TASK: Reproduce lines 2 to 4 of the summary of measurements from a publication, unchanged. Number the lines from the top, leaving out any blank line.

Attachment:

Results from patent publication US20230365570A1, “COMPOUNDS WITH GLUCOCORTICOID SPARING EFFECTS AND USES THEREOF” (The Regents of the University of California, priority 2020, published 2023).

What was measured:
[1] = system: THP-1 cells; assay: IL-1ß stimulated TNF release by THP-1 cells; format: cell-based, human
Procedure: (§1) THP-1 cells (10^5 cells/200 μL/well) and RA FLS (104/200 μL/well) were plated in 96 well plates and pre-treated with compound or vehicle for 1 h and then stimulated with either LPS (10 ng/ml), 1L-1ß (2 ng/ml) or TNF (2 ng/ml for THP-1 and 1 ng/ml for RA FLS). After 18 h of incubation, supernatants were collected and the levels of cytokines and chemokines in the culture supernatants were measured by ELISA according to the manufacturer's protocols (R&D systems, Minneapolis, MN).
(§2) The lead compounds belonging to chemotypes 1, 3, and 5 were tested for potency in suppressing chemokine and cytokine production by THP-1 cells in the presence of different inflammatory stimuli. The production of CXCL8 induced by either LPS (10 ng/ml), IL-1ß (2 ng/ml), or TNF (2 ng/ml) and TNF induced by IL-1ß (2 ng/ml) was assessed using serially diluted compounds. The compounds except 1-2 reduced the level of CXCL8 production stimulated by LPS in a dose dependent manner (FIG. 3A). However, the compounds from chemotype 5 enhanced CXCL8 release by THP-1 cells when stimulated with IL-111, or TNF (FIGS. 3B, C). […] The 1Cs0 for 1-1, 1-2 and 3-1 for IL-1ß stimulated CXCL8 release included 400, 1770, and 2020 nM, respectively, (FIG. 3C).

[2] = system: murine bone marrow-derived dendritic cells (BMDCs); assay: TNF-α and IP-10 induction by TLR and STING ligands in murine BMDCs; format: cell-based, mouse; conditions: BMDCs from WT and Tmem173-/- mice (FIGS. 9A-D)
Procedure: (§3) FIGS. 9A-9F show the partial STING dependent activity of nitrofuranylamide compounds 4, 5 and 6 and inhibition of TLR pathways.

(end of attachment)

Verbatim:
What was measured:
[1] = system: THP-1 cells; assay: IL-1ß stimulated TNF release by THP-1 cells; format: cell-based, human
Procedure: (§1) THP-1 cells (10^5 cells/200 μL/well) and RA FLS (104/200 μL/well) were plated in 96 well plates and pre-treated with compound or vehicle for 1 h and then stimulated with either LPS (10 ng/ml), 1L-1ß (2 ng/ml) or TNF (2 ng/ml for THP-1 and 1 ng/ml for RA FLS). After 18 h of incubation, supernatants were collected and the levels of cytokines and chemokines in the culture supernatants were measured by ELISA according to the manufacturer's protocols (R&D systems, Minneapolis, MN).